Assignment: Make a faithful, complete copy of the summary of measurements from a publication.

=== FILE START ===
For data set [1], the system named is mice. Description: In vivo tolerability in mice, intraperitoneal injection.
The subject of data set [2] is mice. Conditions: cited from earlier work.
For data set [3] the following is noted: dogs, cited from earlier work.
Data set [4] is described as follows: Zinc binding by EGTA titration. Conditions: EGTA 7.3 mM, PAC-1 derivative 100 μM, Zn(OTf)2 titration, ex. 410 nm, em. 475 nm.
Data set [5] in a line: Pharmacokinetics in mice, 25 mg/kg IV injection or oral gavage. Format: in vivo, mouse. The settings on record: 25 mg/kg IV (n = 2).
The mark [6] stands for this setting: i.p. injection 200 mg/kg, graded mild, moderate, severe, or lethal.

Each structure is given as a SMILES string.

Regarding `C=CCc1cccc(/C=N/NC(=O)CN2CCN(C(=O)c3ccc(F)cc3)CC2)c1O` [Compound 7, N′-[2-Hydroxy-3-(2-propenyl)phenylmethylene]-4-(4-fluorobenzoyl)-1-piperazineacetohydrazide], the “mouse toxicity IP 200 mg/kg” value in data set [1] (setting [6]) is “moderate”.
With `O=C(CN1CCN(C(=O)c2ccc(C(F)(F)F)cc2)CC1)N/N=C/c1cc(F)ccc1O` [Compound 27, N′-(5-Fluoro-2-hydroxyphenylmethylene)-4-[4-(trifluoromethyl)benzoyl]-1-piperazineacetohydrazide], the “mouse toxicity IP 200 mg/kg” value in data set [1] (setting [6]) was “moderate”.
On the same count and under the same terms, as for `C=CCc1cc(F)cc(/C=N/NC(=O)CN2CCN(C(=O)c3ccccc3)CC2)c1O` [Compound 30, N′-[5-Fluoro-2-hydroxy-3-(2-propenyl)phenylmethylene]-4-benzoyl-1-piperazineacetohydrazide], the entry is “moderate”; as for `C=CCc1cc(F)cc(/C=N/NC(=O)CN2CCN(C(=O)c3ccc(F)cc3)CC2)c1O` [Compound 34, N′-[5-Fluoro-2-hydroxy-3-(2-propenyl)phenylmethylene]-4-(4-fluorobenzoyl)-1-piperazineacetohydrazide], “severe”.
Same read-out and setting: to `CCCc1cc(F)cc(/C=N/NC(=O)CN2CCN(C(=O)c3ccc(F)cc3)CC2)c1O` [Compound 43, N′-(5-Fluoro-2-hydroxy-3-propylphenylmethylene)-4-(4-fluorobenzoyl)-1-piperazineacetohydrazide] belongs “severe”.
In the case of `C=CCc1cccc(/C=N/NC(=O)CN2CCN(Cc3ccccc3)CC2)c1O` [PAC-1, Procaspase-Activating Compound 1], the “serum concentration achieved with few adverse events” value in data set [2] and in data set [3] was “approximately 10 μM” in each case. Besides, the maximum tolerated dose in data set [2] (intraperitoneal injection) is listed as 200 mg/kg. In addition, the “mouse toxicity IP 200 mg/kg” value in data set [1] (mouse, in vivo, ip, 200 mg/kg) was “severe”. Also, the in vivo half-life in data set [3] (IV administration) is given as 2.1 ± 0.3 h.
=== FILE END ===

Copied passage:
For data set [1], the system named is mice. Description: In vivo tolerability in mice, intraperitoneal injection.
The subject of data set [2] is mice. Conditions: cited from earlier work.
For data set [3] the following is noted: dogs, cited from earlier work.
Data set [4] is described as follows: Zinc binding by EGTA titration. Conditions: EGTA 7.3 mM, PAC-1 derivative 100 μM, Zn(OTf)2 titration, ex. 410 nm, em. 475 nm.
Data set [5] in a line: Pharmacokinetics in mice, 25 mg/kg IV injection or oral gavage. Format: in vivo, mouse. The settings on record: 25 mg/kg IV (n = 2).
The mark [6] stands for this setting: i.p. injection 200 mg/kg, graded mild, moderate, severe, or lethal.

Each structure is given as a SMILES string.

Regarding `C=CCc1cccc(/C=N/NC(=O)CN2CCN(C(=O)c3ccc(F)cc3)CC2)c1O` [Compound 7, N′-[2-Hydroxy-3-(2-propenyl)phenylmethylene]-4-(4-fluorobenzoyl)-1-piperazineacetohydrazide], the “mouse toxicity IP 200 mg/kg” value in data set [1] (setting [6]) is “moderate”.
With `O=C(CN1CCN(C(=O)c2ccc(C(F)(F)F)cc2)CC1)N/N=C/c1cc(F)ccc1O` [Compound 27, N′-(5-Fluoro-2-hydroxyphenylmethylene)-4-[4-(trifluoromethyl)benzoyl]-1-piperazineacetohydrazide], the “mouse toxicity IP 200 mg/kg” value in data set [1] (setting [6]) was “moderate”.
On the same count and under the same terms, as for `C=CCc1cc(F)cc(/C=N/NC(=O)CN2CCN(C(=O)c3ccccc3)CC2)c1O` [Compound 30, N′-[5-Fluoro-2-hydroxy-3-(2-propenyl)phenylmethylene]-4-benzoyl-1-piperazineacetohydrazide], the entry is “moderate”; as for `C=CCc1cc(F)cc(/C=N/NC(=O)CN2CCN(C(=O)c3ccc(F)cc3)CC2)c1O` [Compound 34, N′-[5-Fluoro-2-hydroxy-3-(2-propenyl)phenylmethylene]-4-(4-fluorobenzoyl)-1-piperazineacetohydrazide], “severe”.
Same read-out and setting: to `CCCc1cc(F)cc(/C=N/NC(=O)CN2CCN(C(=O)c3ccc(F)cc3)CC2)c1O` [Compound 43, N′-(5-Fluoro-2-hydroxy-3-propylphenylmethylene)-4-(4-fluorobenzoyl)-1-piperazineacetohydrazide] belongs “severe”.
In the case of `C=CCc1cccc(/C=N/NC(=O)CN2CCN(Cc3ccccc3)CC2)c1O` [PAC-1, Procaspase-Activating Compound 1], the “serum concentration achieved with few adverse events” value in data set [2] and in data set [3] was “approximately 10 μM” in each case. Besides, the maximum tolerated dose in data set [2] (intraperitoneal injection) is listed as 200 mg/kg. In addition, the “mouse toxicity IP 200 mg/kg” value in data set [1] (mouse, in vivo, ip, 200 mg/kg) was “severe”. Also, the in vivo half-life in data set [3] (IV administration) is given as 2.1 ± 0.3 h.